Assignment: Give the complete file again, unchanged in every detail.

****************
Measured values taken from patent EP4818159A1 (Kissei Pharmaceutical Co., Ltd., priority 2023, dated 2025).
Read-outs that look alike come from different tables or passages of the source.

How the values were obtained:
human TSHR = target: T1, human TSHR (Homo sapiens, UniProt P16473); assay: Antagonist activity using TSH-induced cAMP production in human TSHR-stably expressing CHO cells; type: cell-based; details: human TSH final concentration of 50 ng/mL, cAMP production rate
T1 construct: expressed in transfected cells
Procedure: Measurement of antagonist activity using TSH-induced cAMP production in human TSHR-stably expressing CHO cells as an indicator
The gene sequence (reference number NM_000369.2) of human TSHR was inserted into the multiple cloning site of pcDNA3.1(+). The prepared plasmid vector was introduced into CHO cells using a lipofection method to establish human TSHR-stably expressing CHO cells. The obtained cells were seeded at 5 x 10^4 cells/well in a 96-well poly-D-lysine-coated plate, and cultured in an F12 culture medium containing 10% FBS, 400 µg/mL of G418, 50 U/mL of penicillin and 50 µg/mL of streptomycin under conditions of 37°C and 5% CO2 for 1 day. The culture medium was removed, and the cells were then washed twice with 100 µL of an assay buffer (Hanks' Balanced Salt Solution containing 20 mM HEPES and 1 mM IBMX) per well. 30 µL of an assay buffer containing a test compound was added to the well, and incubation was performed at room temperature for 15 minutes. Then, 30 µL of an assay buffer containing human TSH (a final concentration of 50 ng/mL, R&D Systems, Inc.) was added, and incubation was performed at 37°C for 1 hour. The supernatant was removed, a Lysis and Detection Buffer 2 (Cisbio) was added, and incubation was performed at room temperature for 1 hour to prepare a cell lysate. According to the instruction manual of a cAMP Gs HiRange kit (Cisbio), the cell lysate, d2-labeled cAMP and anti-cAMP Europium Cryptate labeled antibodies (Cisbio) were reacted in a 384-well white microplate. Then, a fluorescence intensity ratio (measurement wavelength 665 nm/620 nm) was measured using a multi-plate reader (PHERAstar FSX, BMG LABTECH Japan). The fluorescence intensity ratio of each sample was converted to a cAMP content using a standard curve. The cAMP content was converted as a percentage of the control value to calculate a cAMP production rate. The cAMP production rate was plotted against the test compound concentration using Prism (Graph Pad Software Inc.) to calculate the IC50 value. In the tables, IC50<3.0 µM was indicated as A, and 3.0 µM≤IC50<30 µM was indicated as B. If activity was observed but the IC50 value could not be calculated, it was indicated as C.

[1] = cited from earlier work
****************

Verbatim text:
Measured values taken from patent EP4818159A1 (Kissei Pharmaceutical Co., Ltd., priority 2023, dated 2025).
Read-outs that look alike come from different tables or passages of the source.

How the values were obtained:
human TSHR = target: T1, human TSHR (Homo sapiens, UniProt P16473); assay: Antagonist activity using TSH-induced cAMP production in human TSHR-stably expressing CHO cells; type: cell-based; details: human TSH final concentration of 50 ng/mL, cAMP production rate
T1 construct: expressed in transfected cells
Procedure: Measurement of antagonist activity using TSH-induced cAMP production in human TSHR-stably expressing CHO cells as an indicator
The gene sequence (reference number NM_000369.2) of human TSHR was inserted into the multiple cloning site of pcDNA3.1(+). The prepared plasmid vector was introduced into CHO cells using a lipofection method to establish human TSHR-stably expressing CHO cells. The obtained cells were seeded at 5 x 10^4 cells/well in a 96-well poly-D-lysine-coated plate, and cultured in an F12 culture medium containing 10% FBS, 400 µg/mL of G418, 50 U/mL of penicillin and 50 µg/mL of streptomycin under conditions of 37°C and 5% CO2 for 1 day. The culture medium was removed, and the cells were then washed twice with 100 µL of an assay buffer (Hanks' Balanced Salt Solution containing 20 mM HEPES and 1 mM IBMX) per well. 30 µL of an assay buffer containing a test compound was added to the well, and incubation was performed at room temperature for 15 minutes. Then, 30 µL of an assay buffer containing human TSH (a final concentration of 50 ng/mL, R&D Systems, Inc.) was added, and incubation was performed at 37°C for 1 hour. The supernatant was removed, a Lysis and Detection Buffer 2 (Cisbio) was added, and incubation was performed at room temperature for 1 hour to prepare a cell lysate. According to the instruction manual of a cAMP Gs HiRange kit (Cisbio), the cell lysate, d2-labeled cAMP and anti-cAMP Europium Cryptate labeled antibodies (Cisbio) were reacted in a 384-well white microplate. Then, a fluorescence intensity ratio (measurement wavelength 665 nm/620 nm) was measured using a multi-plate reader (PHERAstar FSX, BMG LABTECH Japan). The fluorescence intensity ratio of each sample was converted to a cAMP content using a standard curve. The cAMP content was converted as a percentage of the control value to calculate a cAMP production rate. The cAMP production rate was plotted against the test compound concentration using Prism (Graph Pad Software Inc.) to calculate the IC50 value. In the tables, IC50<3.0 µM was indicated as A, and 3.0 µM≤IC50<30 µM was indicated as B. If activity was observed but the IC50 value could not be calculated, it was indicated as C.

[1] = cited from earlier work